Guest Post: Digital Hearts and Pixel Minds
I’m pleased to introduce Kelsey D. Atherton, who I have shouted-out in the past for his interesting work on simulating covert action. Here Kelsey examines commercial gaming on nation-building and conquest. As always, guest posters express only their own opinions. Have it at, Kelsey!
It’s strange that modern knowledge in nation-building seems to be so consistently mediocre, given that the past decade saw leaps and bounds in modeling civilian unrest. Perhaps this ignorance is one of medium: the population-centric models that I speak of were developed commercially, and are all in the service of realistic-historical gaming.
Since 2000, CreativeAssembly* has released twelve Total War games and expansions, each of which features an evolution or variation on their civil unrest modeling. The one most pertinent to IR scholars and NatSec bloggers is Empire: Total War, which spans the 18th century, features hardcoded Westphalian rules, and sometimes sees the Americans declare independence.
The player takes the helm of one of 11 nations at the start of 1700, acting more as a directing spirit than a specific national leader.** The objective of the game resembles a caricature of imperialism: control a total number of provinces including some specific, nationally relevant territories, get wealthy, and further the national prestige. There are many ways to do this. Trade, research, internal infrastructure development, and missionary work all feature prominently. That said, the most important method, and the one the game is built around, is conquest. There’s a variety of diplomatic options available, but all provinces have a sovereign government of some sort (in a couple of cases, it’s Barbary Corsairs and the more generically-named Caribbean Pirates), and none of those governments take kindly to being the object of imperial ambitions.
There are three ways this opposition is expressed: through statements and actions on the diplomacy screen, through a rough color-coded national favorability rating viewed on the same screen (green for like, red for gated, shading for intensity), and by the ferocity with which the province revolts once its’ Capitol has been captured by invading armies.
This last metric isn’t particularly useful to the aspiring leader, but with proper espionage (keeping to the era, spying is performed by rakes or gentleman, and countered by the same) most of the relevant factors can be discerned beforehand.*** The model used for unrest utilizes several variables: happiness, distance to capitol, rule of law, squalor, religious unrest, cultural differences, recent conquest, repression, garrison, tax burden. Happiness is an aggregate, but the rest of them are usually just problems of good governance. Good sewers, a province free of bandits, low taxes, and a culturally homogeneous population all make a territory easier to govern.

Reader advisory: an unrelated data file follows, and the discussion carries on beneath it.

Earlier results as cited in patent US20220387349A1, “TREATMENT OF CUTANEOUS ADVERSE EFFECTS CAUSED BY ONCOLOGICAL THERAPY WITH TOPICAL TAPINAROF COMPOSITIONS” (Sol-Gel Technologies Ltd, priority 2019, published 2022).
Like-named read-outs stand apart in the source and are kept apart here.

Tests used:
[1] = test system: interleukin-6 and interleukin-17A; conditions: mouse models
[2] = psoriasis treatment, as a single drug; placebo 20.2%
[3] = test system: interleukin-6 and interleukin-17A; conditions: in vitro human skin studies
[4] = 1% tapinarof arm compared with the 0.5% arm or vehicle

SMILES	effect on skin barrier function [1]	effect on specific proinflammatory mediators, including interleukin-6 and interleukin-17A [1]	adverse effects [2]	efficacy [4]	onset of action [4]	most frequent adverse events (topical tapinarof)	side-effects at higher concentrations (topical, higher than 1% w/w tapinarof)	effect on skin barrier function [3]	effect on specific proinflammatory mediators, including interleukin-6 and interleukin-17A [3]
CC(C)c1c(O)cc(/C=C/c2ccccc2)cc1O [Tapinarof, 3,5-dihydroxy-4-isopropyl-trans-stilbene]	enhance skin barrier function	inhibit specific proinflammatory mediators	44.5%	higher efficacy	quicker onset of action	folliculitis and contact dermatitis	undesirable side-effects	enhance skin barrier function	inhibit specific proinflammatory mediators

Excepting taxes, which the new conqueror is wise to exempt the new province from for at least a little while, most other quality-of-life improvements take time to win the populace over to their new government. In earlier Total War games, this predicament was first answered by the Occupy/Pillage/Exterminate screen, whereupon the player decided if the new province would be easier to rule with fewer people. The programmers modeling unrest in those games took Machiavelli to heart: “Hence we may learn the lesson that on seizing a state, the usurper should make haste to inflict what injuries he must, at a stroke, that he may not have to renew them daily, but be enabled by their discontinuance to reassure men’s minds, and afterwards win them over by benefits.” In Empire, that is no longer an option (though for the apathetic conqueror, Napoleon: Total War provides the option to “liberate” a province, after which a government will miraculously spring into being.) Instead, garrisoning the province with a large army will simultaneously improve the regions “garrison” and “repression” scores, which when high enough can prevent unrest from breaking out so long as the garrison is strong. Choosing to replace the Governor’s Palace with a Military Governor’s Encampment will also increase the repression score.
Repression alone is not enough. As an example, here is a screenshot of recently-occupied Stockholm:
What followed this conquest was a sequence of events familiar to most occupiers. The Nobility wrote a letter of demands, expressing their disapproval of the new rulers. Concurrently, the workers began rioting in the streets.